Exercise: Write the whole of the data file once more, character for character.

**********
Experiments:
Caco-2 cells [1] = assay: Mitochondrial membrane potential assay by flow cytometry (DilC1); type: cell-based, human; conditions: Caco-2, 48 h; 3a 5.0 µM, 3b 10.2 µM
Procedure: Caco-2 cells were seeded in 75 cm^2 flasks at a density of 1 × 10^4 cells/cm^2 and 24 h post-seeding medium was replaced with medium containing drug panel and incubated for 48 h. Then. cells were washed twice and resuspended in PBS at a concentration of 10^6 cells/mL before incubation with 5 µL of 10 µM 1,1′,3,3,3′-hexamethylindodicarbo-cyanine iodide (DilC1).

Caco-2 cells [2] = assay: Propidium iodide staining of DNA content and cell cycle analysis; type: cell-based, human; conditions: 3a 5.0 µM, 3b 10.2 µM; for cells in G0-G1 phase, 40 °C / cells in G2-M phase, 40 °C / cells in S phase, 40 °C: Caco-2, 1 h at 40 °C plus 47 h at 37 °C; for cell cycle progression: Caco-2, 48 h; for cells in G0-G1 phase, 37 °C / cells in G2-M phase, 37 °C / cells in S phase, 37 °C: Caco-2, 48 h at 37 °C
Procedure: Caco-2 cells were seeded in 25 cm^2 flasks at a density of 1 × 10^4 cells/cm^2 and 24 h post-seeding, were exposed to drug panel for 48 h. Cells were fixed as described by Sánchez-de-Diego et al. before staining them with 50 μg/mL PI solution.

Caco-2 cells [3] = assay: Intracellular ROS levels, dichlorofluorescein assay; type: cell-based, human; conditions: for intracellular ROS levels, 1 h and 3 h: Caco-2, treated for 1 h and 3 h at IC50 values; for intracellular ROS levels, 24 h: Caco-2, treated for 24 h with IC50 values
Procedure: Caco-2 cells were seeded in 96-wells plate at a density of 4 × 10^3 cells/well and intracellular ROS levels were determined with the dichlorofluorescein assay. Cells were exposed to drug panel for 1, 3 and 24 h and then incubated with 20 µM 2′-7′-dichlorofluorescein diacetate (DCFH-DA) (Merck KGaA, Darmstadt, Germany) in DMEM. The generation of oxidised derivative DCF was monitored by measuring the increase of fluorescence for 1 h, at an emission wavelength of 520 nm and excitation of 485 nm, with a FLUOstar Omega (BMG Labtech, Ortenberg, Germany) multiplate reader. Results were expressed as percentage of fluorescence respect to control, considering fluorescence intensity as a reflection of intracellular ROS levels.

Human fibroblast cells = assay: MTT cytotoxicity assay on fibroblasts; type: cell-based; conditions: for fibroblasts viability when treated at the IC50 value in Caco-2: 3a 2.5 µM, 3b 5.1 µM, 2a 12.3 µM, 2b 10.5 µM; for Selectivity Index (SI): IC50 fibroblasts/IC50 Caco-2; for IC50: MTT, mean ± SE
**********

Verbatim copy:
Experiments:
Caco-2 cells [1] = assay: Mitochondrial membrane potential assay by flow cytometry (DilC1); type: cell-based, human; conditions: Caco-2, 48 h; 3a 5.0 µM, 3b 10.2 µM
Procedure: Caco-2 cells were seeded in 75 cm^2 flasks at a density of 1 × 10^4 cells/cm^2 and 24 h post-seeding medium was replaced with medium containing drug panel and incubated for 48 h. Then. cells were washed twice and resuspended in PBS at a concentration of 10^6 cells/mL before incubation with 5 µL of 10 µM 1,1′,3,3,3′-hexamethylindodicarbo-cyanine iodide (DilC1).

Caco-2 cells [2] = assay: Propidium iodide staining of DNA content and cell cycle analysis; type: cell-based, human; conditions: 3a 5.0 µM, 3b 10.2 µM; for cells in G0-G1 phase, 40 °C / cells in G2-M phase, 40 °C / cells in S phase, 40 °C: Caco-2, 1 h at 40 °C plus 47 h at 37 °C; for cell cycle progression: Caco-2, 48 h; for cells in G0-G1 phase, 37 °C / cells in G2-M phase, 37 °C / cells in S phase, 37 °C: Caco-2, 48 h at 37 °C
Procedure: Caco-2 cells were seeded in 25 cm^2 flasks at a density of 1 × 10^4 cells/cm^2 and 24 h post-seeding, were exposed to drug panel for 48 h. Cells were fixed as described by Sánchez-de-Diego et al. before staining them with 50 μg/mL PI solution.

Caco-2 cells [3] = assay: Intracellular ROS levels, dichlorofluorescein assay; type: cell-based, human; conditions: for intracellular ROS levels, 1 h and 3 h: Caco-2, treated for 1 h and 3 h at IC50 values; for intracellular ROS levels, 24 h: Caco-2, treated for 24 h with IC50 values
Procedure: Caco-2 cells were seeded in 96-wells plate at a density of 4 × 10^3 cells/well and intracellular ROS levels were determined with the dichlorofluorescein assay. Cells were exposed to drug panel for 1, 3 and 24 h and then incubated with 20 µM 2′-7′-dichlorofluorescein diacetate (DCFH-DA) (Merck KGaA, Darmstadt, Germany) in DMEM. The generation of oxidised derivative DCF was monitored by measuring the increase of fluorescence for 1 h, at an emission wavelength of 520 nm and excitation of 485 nm, with a FLUOstar Omega (BMG Labtech, Ortenberg, Germany) multiplate reader. Results were expressed as percentage of fluorescence respect to control, considering fluorescence intensity as a reflection of intracellular ROS levels.

Human fibroblast cells = assay: MTT cytotoxicity assay on fibroblasts; type: cell-based; conditions: for fibroblasts viability when treated at the IC50 value in Caco-2: 3a 2.5 µM, 3b 5.1 µM, 2a 12.3 µM, 2b 10.5 µM; for Selectivity Index (SI): IC50 fibroblasts/IC50 Caco-2; for IC50: MTT, mean ± SE